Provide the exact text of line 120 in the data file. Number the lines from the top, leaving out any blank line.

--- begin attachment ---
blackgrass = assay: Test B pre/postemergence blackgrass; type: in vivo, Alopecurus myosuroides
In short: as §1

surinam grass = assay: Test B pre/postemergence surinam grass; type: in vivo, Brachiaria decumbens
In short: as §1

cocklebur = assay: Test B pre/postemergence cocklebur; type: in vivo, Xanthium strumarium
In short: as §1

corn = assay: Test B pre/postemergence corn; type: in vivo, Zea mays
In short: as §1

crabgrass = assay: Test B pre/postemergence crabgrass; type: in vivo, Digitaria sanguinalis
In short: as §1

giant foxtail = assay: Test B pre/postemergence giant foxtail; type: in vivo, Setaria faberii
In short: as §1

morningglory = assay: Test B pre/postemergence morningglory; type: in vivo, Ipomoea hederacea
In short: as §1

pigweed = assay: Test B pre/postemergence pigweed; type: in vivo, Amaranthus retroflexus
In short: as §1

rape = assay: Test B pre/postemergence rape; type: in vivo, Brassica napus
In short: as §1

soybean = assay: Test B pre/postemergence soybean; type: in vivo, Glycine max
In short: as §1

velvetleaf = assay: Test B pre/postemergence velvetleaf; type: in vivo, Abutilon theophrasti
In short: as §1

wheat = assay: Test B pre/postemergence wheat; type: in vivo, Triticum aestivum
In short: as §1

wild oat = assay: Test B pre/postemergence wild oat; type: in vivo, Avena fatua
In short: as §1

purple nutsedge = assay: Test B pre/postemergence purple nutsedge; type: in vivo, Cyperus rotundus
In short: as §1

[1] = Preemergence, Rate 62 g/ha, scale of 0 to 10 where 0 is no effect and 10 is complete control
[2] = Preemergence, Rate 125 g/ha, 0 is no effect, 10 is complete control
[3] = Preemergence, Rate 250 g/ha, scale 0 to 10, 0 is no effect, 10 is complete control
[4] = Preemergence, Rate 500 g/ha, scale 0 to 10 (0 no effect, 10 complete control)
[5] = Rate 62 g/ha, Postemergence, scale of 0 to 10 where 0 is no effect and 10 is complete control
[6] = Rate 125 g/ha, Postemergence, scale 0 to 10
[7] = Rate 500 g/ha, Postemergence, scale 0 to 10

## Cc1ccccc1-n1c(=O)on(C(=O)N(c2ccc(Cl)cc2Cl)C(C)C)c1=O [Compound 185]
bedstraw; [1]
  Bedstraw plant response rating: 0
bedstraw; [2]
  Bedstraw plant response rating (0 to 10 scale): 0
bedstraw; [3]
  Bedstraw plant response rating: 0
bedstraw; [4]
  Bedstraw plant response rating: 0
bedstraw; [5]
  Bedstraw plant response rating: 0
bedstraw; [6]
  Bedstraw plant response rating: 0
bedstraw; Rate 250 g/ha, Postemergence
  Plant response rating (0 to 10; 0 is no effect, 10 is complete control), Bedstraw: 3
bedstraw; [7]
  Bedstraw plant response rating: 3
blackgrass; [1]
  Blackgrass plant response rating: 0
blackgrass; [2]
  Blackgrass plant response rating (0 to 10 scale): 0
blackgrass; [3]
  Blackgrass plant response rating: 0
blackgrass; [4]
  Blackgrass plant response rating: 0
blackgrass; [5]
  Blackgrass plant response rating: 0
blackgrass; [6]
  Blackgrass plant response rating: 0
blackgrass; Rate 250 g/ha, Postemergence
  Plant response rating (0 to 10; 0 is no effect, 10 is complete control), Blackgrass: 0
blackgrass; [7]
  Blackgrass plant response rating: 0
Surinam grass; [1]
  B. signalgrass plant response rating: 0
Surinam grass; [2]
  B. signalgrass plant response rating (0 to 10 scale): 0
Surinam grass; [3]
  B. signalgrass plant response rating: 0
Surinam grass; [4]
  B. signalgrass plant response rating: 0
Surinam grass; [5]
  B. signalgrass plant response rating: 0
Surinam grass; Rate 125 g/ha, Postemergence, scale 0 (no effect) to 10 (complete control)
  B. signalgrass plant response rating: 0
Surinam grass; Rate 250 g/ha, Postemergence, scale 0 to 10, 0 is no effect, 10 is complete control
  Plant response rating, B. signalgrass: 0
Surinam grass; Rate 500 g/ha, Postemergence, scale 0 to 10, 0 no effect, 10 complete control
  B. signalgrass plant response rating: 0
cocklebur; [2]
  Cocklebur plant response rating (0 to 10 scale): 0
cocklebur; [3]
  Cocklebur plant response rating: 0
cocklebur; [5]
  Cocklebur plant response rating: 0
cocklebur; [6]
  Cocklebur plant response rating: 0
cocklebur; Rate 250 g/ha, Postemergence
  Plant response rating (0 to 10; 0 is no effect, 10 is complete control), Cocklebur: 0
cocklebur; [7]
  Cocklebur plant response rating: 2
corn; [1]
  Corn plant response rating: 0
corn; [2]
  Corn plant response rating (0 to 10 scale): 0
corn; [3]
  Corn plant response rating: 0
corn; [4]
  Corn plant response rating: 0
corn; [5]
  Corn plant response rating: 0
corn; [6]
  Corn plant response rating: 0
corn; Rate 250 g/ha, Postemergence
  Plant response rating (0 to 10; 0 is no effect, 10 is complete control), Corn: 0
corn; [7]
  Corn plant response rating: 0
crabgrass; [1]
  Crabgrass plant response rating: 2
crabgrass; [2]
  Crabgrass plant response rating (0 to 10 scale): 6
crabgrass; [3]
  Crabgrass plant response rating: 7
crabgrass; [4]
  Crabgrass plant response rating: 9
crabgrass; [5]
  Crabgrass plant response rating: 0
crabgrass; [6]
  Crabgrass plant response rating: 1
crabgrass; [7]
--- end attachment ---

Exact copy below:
  Crabgrass plant response rating: 9